An Old Contemptible, in case you aren’t familiar with the term, is a soldier who served in France and Belgium with the British Army in the first phase of the war – 5th August 1914 to 22nd November 1914. They were referred to as a “contemptible little army” by the Kaiser.

It’s true they weren’t a very big army, and they didn’t have great equipment. If you subscribe to traditional views of history they may even have been badly led.

But they did what was necessary.

 

The Carus Brothers at War (Part 2)

I didn’t really know anything about the rest of the Carus family – my Grandmother had been brought up by her mother’s family after she was orphaned and her uncles had all  died before I was born.

Using census records I was able to reconstruct the family – Susannah (b 1872), Thomas (b 1876), Isaac (b 1879), Walter (b 1882), Albert (b 1884), Harry (b 1887) and Charlotte, who seems to have become Margaret (b 1890). I must spend a few minutes sorting out her details. There were also three children who died in the gaps between censuses. In the 1911 census they asked how long a couple had been married, how many children they had had and how many of the children were still living.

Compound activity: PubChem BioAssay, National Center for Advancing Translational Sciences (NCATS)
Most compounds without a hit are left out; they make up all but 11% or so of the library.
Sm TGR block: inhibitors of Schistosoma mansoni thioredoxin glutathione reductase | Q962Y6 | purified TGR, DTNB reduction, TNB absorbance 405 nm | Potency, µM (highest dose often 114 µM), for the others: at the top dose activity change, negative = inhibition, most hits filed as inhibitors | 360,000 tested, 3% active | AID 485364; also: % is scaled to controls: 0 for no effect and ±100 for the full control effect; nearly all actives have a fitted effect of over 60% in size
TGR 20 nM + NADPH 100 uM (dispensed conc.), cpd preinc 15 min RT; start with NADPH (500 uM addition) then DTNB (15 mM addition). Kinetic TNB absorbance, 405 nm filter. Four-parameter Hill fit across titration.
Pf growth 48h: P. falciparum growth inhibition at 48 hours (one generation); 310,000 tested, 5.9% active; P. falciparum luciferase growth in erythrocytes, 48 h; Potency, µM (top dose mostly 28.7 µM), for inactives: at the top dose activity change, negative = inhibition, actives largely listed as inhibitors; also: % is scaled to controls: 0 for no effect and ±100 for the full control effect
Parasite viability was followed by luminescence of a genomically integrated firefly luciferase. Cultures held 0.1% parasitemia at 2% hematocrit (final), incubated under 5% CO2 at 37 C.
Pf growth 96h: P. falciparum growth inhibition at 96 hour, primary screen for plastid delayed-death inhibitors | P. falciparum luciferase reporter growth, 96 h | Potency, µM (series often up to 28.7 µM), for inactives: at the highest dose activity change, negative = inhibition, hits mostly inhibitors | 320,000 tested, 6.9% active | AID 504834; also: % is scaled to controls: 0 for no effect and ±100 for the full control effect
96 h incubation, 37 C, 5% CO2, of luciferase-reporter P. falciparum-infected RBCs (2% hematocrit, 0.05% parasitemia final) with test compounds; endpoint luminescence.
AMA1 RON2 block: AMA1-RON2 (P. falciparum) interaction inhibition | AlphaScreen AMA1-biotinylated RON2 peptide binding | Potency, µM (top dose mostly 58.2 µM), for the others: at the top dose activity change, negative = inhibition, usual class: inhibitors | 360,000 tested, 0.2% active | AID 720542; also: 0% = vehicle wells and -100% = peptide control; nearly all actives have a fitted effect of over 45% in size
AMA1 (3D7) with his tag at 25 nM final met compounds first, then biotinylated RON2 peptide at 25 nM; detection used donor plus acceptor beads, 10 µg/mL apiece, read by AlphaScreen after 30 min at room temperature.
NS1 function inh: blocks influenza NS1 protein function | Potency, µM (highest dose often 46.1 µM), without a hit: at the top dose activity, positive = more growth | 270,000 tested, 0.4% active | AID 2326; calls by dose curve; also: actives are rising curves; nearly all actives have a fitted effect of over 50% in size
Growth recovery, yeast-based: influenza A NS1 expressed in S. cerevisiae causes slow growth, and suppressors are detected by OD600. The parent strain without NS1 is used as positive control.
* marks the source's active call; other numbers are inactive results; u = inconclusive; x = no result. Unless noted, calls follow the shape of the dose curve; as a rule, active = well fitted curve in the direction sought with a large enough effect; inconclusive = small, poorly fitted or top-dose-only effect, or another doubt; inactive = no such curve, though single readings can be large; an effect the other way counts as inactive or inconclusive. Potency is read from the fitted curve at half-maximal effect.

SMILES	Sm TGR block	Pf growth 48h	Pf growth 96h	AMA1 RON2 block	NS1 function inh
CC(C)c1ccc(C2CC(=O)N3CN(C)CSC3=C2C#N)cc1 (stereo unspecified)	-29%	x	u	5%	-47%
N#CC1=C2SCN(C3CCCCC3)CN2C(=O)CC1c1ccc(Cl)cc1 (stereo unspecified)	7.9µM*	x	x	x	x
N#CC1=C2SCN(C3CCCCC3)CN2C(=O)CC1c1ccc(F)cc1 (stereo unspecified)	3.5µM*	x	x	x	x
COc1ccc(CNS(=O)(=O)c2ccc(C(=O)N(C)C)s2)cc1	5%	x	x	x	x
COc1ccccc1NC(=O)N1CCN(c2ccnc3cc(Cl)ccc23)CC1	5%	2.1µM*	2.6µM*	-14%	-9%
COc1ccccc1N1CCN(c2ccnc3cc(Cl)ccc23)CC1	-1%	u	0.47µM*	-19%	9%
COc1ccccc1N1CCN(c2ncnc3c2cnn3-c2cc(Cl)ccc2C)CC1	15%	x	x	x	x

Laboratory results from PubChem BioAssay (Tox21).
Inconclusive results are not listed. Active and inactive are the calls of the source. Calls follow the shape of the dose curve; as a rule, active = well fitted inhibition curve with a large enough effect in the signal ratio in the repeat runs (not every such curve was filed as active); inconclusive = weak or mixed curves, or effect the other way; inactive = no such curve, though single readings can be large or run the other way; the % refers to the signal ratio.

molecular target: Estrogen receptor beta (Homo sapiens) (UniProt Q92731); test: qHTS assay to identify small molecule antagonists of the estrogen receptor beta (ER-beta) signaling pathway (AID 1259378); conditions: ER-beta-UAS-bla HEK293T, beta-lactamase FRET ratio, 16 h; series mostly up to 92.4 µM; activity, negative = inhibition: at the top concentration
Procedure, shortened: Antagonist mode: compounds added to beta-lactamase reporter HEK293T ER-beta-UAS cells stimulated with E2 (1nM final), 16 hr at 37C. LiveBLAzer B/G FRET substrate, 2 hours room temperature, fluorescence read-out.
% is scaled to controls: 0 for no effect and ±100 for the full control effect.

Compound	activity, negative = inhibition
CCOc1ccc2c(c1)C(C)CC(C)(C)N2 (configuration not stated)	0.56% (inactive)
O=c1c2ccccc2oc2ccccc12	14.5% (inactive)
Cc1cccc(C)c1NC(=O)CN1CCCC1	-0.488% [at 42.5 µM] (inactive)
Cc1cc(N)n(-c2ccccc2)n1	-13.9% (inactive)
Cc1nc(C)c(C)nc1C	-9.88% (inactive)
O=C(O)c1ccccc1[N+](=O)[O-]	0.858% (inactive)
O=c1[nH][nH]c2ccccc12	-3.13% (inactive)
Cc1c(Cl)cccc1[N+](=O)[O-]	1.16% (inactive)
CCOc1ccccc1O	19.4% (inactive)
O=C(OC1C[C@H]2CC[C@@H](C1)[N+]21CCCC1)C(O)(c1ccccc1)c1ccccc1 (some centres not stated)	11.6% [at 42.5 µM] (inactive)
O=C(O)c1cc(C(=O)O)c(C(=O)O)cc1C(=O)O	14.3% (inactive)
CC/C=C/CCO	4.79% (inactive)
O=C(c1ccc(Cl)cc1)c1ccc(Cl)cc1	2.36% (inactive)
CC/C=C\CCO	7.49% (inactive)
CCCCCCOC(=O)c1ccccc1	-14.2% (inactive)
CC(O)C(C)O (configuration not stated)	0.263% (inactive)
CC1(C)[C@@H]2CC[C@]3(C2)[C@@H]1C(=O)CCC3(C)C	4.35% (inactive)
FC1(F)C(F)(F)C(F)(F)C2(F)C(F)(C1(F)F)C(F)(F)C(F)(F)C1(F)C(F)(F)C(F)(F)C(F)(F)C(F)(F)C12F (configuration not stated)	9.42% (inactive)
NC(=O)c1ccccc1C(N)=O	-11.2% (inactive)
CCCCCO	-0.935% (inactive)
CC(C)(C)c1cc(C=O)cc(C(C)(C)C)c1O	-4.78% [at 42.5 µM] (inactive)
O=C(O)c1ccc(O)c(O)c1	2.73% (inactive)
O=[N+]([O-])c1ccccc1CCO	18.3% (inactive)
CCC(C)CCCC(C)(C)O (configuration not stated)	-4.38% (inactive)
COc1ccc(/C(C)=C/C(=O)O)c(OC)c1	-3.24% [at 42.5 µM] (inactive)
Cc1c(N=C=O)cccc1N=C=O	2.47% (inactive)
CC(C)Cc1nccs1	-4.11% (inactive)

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Because Isaac was Isaac Newton Carus and Walter was Walter Dugdale Carus, which were both distinctive, I checked them out through the army records – there were only 16 entries for Carus in the medal record cards so I thought I had a good chance. Isaac N Carus popped up – entitled to the British War Medal and Victory Medal with the Lancashire Fusiliers. There was a note on his card that he had enlisted on 8th December 1915, several months before conscription, and had been discharged on 12th September 1918 under King’s Regulations 392 xvi. This is a catch-all regulation – “No longer physically fit for service”. It could be through wounds, disease or other causes. The next step was to check what they call the Silver War Badge Roll – it provides the additional information that I N Carus served overseas, was 39 on discharge and was issued with badge number B6.

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The Silver War Badge was first issued in September 1916 to servicemen who had left the service for a variety of reasons and was meant to show that they were not shirkers, deserving of a white feather. The first 450,000 men were given badges with no prefix, then they started the badges with the B prefix. Great Uncle Isaac was 6th on that list.

That was where I had to leave Isaac for the time being.